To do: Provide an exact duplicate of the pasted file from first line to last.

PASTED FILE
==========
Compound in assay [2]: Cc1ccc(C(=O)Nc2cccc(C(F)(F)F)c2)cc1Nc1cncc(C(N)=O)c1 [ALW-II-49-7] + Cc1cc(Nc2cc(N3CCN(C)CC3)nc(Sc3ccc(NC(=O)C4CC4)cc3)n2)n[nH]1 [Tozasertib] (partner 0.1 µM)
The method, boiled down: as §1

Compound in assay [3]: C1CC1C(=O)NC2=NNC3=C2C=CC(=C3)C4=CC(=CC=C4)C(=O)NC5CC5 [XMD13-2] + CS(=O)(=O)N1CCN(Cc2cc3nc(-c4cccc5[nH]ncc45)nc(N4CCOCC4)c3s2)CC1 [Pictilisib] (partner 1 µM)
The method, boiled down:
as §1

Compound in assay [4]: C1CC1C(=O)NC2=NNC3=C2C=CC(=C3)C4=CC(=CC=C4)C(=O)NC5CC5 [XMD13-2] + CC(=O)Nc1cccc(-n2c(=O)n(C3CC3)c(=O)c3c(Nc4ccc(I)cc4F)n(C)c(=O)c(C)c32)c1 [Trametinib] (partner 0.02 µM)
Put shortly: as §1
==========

Compound in assay [2]: Cc1ccc(C(=O)Nc2cccc(C(F)(F)F)c2)cc1Nc1cncc(C(N)=O)c1 [ALW-II-49-7] + Cc1cc(Nc2cc(N3CCN(C)CC3)nc(Sc3ccc(NC(=O)C4CC4)cc3)n2)n[nH]1 [Tozasertib] (partner 0.1 µM)
The method, boiled down: as §1

Compound in assay [3]: C1CC1C(=O)NC2=NNC3=C2C=CC(=C3)C4=CC(=CC=C4)C(=O)NC5CC5 [XMD13-2] + CS(=O)(=O)N1CCN(Cc2cc3nc(-c4cccc5[nH]ncc45)nc(N4CCOCC4)c3s2)CC1 [Pictilisib] (partner 1 µM)
The method, boiled down:
as §1

Compound in assay [4]: C1CC1C(=O)NC2=NNC3=C2C=CC(=C3)C4=CC(=CC=C4)C(=O)NC5CC5 [XMD13-2] + CC(=O)Nc1cccc(-n2c(=O)n(C3CC3)c(=O)c3c(Nc4ccc(I)cc4F)n(C)c(=O)c(C)c32)c1 [Trametinib] (partner 0.02 µM)
Put shortly: as §1